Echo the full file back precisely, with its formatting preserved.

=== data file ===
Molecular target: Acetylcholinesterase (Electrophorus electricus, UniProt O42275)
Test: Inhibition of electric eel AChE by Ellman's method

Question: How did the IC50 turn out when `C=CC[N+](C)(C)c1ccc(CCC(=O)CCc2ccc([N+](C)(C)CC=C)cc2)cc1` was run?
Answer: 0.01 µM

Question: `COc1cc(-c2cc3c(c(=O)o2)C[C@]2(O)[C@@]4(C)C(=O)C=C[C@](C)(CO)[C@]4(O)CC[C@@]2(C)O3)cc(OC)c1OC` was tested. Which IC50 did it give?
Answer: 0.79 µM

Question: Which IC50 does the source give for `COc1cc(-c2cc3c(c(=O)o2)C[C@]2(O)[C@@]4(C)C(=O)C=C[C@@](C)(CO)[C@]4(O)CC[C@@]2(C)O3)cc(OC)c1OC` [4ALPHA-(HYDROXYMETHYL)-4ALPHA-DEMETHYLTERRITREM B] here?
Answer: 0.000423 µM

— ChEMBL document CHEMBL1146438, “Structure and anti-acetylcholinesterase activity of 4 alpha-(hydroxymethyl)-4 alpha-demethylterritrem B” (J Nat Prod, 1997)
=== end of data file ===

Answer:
Molecular target: Acetylcholinesterase (Electrophorus electricus, UniProt O42275)
Test: Inhibition of electric eel AChE by Ellman's method

Question: How did the IC50 turn out when `C=CC[N+](C)(C)c1ccc(CCC(=O)CCc2ccc([N+](C)(C)CC=C)cc2)cc1` was run?
Answer: 0.01 µM

Question: `COc1cc(-c2cc3c(c(=O)o2)C[C@]2(O)[C@@]4(C)C(=O)C=C[C@](C)(CO)[C@]4(O)CC[C@@]2(C)O3)cc(OC)c1OC` was tested. Which IC50 did it give?
Answer: 0.79 µM

Question: Which IC50 does the source give for `COc1cc(-c2cc3c(c(=O)o2)C[C@]2(O)[C@@]4(C)C(=O)C=C[C@@](C)(CO)[C@]4(O)CC[C@@]2(C)O3)cc(OC)c1OC` [4ALPHA-(HYDROXYMETHYL)-4ALPHA-DEMETHYLTERRITREM B] here?
Answer: 0.000423 µM

— ChEMBL document CHEMBL1146438, “Structure and anti-acetylcholinesterase activity of 4 alpha-(hydroxymethyl)-4 alpha-demethylterritrem B” (J Nat Prod, 1997)